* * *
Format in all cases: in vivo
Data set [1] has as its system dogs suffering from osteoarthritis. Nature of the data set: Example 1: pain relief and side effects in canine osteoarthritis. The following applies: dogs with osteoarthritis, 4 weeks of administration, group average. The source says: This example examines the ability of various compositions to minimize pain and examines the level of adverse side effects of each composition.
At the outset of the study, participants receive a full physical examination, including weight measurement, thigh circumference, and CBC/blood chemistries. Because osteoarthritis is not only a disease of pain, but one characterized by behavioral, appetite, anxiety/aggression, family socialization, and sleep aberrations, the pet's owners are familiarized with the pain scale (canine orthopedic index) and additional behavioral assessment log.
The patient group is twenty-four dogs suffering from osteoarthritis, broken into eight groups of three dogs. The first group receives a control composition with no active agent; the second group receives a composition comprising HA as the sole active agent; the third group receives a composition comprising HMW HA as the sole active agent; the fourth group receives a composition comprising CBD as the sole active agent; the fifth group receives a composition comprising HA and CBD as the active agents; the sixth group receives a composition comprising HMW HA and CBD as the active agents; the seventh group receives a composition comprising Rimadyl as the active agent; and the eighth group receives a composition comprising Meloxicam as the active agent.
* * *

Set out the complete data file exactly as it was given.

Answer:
Format in all cases: in vivo
Data set [1] has as its system dogs suffering from osteoarthritis. Nature of the data set: Example 1: pain relief and side effects in canine osteoarthritis. The following applies: dogs with osteoarthritis, 4 weeks of administration, group average. The source says: This example examines the ability of various compositions to minimize pain and examines the level of adverse side effects of each composition.
At the outset of the study, participants receive a full physical examination, including weight measurement, thigh circumference, and CBC/blood chemistries. Because osteoarthritis is not only a disease of pain, but one characterized by behavioral, appetite, anxiety/aggression, family socialization, and sleep aberrations, the pet's owners are familiarized with the pain scale (canine orthopedic index) and additional behavioral assessment log.
The patient group is twenty-four dogs suffering from osteoarthritis, broken into eight groups of three dogs. The first group receives a control composition with no active agent; the second group receives a composition comprising HA as the sole active agent; the third group receives a composition comprising HMW HA as the sole active agent; the fourth group receives a composition comprising CBD as the sole active agent; the fifth group receives a composition comprising HA and CBD as the active agents; the sixth group receives a composition comprising HMW HA and CBD as the active agents; the seventh group receives a composition comprising Rimadyl as the active agent; and the eighth group receives a composition comprising Meloxicam as the active agent.